This article assumes you have already read, “Using Subversion with WordPress – Part 1: Creating Vendor Branches and Integrating your Existing Code“. In short, you want to use Subversion to track/maintain local versions of both WordPress code and your own internal project code, side-by-side, all in the same svn repository.
In the previously mentioned article we used WordPress version 2.3.1 as our initial vendor drop. The following procedure illustrates how to use svn merge to quickly upgrade WordPress core files from version 2.3.1 to version 2.3.2 – without losing your local changes – but could be used as a general outline for upgrading any version of WordPress provided you followed the steps discussed in Part 1. Note: Backup your files and database before attempting any of this. Also, although not strictly required, the following steps assume you have some kind of shell access (like ssh) and a command line subversion client (like svn).
Maintaining Vendor Branches -
To perform this upgrade, we check out a copy of our current vendor branch (which contains our WP 2.3.1 source code), and replace that code with the new WP 2.3.2 source code. So, we simply copy the new files on top of existing files and directories. The goal here is to make our current directory contain only the new WP 2.3.2 code, and to ensure that all that code is under version control. I use the svn export command to grab the WP 2.3.2 source code – but downloading and extracting the WP files manually works just as well.
1. Prepare Current and New Code
$ mkdir upgrade
$ cd upgrade
$ svn co http://svn.yourdomain.com/vendor/wordpress/current/
$ svn export http://svn.automattic.com/wordpress/tags/2.3.2/
2. Copy, Resolve Conflicts, and Commit Changes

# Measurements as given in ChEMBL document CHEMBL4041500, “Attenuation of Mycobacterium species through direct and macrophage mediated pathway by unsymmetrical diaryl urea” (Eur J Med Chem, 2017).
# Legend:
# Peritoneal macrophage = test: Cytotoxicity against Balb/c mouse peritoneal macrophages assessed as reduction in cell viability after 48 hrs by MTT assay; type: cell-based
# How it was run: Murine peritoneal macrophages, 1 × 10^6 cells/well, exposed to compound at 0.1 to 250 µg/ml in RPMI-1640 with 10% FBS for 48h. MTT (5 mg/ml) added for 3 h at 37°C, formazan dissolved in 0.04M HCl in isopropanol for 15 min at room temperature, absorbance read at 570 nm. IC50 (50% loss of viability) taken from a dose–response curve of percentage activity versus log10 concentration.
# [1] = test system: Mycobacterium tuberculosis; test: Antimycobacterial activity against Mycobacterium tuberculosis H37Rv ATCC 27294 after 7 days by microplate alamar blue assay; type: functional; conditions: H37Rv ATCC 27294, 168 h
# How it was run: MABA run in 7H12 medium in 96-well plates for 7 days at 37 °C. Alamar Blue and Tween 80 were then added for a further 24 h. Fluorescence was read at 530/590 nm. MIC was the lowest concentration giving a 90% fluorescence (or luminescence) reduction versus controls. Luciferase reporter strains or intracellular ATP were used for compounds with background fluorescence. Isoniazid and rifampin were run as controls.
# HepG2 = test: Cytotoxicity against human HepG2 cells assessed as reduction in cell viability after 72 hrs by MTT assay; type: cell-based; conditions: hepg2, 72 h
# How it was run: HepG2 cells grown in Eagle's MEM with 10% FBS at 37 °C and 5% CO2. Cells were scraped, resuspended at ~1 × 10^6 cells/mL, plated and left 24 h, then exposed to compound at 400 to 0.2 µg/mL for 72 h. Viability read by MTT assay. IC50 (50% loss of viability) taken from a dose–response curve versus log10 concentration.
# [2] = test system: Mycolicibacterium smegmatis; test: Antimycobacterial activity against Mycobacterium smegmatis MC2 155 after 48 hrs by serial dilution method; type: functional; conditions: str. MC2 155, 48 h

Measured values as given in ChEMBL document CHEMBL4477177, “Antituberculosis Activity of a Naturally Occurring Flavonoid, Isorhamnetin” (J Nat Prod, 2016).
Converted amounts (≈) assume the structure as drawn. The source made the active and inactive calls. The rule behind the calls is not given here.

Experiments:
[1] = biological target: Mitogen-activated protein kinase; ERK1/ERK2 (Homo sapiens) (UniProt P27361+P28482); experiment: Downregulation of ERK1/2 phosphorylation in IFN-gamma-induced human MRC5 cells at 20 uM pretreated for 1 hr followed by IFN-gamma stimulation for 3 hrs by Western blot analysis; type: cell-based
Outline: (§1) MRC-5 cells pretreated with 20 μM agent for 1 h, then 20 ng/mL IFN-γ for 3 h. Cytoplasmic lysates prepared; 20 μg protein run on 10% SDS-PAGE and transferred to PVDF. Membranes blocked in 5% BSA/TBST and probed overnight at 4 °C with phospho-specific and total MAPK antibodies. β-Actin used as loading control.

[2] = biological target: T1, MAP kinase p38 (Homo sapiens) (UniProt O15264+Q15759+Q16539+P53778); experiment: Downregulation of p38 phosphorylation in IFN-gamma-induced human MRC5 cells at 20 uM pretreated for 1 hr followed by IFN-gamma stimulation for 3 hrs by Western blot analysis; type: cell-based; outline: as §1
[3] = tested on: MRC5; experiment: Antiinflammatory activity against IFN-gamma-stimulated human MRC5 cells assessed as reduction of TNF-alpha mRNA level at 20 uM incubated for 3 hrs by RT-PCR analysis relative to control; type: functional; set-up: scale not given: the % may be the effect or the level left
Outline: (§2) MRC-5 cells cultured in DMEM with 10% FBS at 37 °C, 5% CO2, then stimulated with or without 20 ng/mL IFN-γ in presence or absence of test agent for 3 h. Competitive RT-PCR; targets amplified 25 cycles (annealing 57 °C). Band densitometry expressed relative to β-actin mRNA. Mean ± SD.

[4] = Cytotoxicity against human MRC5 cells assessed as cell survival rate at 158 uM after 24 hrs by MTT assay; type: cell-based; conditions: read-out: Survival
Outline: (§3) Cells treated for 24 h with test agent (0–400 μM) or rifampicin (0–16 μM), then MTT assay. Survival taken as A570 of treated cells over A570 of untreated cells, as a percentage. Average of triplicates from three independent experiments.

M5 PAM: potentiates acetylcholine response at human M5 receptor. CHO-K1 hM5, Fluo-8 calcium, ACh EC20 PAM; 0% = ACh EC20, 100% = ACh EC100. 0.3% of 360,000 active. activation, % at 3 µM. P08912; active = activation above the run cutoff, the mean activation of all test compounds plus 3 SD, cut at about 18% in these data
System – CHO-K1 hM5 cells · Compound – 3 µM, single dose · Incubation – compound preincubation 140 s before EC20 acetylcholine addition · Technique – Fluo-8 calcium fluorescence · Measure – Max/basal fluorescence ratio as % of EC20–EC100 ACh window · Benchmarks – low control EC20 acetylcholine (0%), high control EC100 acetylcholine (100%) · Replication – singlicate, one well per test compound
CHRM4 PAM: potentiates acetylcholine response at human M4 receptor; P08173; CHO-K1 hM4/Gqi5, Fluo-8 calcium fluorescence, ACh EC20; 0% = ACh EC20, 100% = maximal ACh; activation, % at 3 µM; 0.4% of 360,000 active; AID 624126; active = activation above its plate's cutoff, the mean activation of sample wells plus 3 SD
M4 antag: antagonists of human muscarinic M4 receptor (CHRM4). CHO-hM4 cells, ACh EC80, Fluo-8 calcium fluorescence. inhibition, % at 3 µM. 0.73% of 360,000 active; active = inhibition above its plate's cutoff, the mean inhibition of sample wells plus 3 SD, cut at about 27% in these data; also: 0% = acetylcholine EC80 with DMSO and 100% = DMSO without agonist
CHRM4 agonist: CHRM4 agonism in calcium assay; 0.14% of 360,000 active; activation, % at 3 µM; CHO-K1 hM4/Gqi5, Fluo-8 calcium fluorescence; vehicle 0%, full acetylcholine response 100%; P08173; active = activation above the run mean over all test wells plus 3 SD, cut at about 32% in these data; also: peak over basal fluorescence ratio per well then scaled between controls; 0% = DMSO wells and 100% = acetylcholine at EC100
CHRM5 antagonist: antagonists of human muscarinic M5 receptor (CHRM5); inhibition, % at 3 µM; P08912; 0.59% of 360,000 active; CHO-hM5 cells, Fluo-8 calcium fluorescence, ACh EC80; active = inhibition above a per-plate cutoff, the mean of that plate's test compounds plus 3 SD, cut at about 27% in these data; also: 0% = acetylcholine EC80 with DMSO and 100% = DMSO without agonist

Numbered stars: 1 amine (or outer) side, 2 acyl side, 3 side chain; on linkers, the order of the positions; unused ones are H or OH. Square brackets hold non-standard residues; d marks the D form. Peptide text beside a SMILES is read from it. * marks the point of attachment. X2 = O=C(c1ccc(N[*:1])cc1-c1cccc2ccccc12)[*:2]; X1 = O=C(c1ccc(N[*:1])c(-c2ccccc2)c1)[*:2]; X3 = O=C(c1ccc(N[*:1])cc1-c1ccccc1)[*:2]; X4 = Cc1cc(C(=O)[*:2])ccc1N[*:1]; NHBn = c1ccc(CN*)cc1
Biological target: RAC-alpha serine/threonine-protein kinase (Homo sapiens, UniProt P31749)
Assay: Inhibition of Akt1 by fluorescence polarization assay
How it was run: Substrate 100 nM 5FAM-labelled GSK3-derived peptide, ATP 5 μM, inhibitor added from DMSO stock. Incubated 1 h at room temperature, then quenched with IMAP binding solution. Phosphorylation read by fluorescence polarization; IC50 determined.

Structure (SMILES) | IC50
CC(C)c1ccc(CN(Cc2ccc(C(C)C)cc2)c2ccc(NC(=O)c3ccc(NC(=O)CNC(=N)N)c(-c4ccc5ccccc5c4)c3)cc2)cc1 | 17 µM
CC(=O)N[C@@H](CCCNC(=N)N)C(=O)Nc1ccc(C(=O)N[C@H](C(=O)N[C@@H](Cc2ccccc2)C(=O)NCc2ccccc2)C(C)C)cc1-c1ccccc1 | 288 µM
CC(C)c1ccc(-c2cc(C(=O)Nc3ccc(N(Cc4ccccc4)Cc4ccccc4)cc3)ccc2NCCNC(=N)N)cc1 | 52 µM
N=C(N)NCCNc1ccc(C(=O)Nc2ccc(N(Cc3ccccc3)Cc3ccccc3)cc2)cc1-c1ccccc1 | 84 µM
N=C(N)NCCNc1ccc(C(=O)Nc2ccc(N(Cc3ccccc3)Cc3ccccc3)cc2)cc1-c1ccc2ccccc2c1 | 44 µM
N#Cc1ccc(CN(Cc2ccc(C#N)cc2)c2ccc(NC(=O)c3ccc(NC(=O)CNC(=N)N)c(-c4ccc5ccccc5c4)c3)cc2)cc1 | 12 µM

$ cd current [optionally, delete all files but NOT folders / dont delete .svn folders]
$ cp -a ../2.3.2/* .
$ svn status
$ svn ci -m "commiting WP 2.3.2 vendor drop to current branch"
$ cd ../../
$ rm -rf upgrade
3. Tag the New Version
Our current branch now contains the new vendor drop. We tag the new version (in the same way we previously tagged the version 2.3.1 vendor drop – in Part 1)
$ svn copy http://svn.yourdomain.com/vendor/wordpress/current \
-m "tagging WordPress 2.3.2"
4. Merge the Differences and Commit Changes
Checkout a copy of your current project (from Part 1 – we used the folder: “newproject”). Merge the differences between the tag of the previous version (WP 2.3.1) and the new current version into our main development branch. Type svn status to see what files were modified and resolve any conflicts. Run svn add and svn delete commands where appropriate. Commit the changes and our local version of WP will now been completely upgraded without over-writing or deleting any existing modifications we may have previously made.
$ mkdir newproject
$ cd newproject
$ svn co http://svn.yourdomain.com/branches/newproject .
$ svn merge http://svn.yourdomain.com/vendor/wordpress/2.3.1 \
$ svn status
$ svn ci -m 'merging WordPress 2.3.2 into the main branch'
That’s all there is to it!
And, best of all, every change made to your internal project code – including those made to WP core files – is now documented and tracked from within your own local version control system.
Note: Don’t forget to visit http://www.yourdomain.com/wp-admin/upgrade.php in your web browser once you’ve completed all of these steps to make sure any database upgrades get applied as well.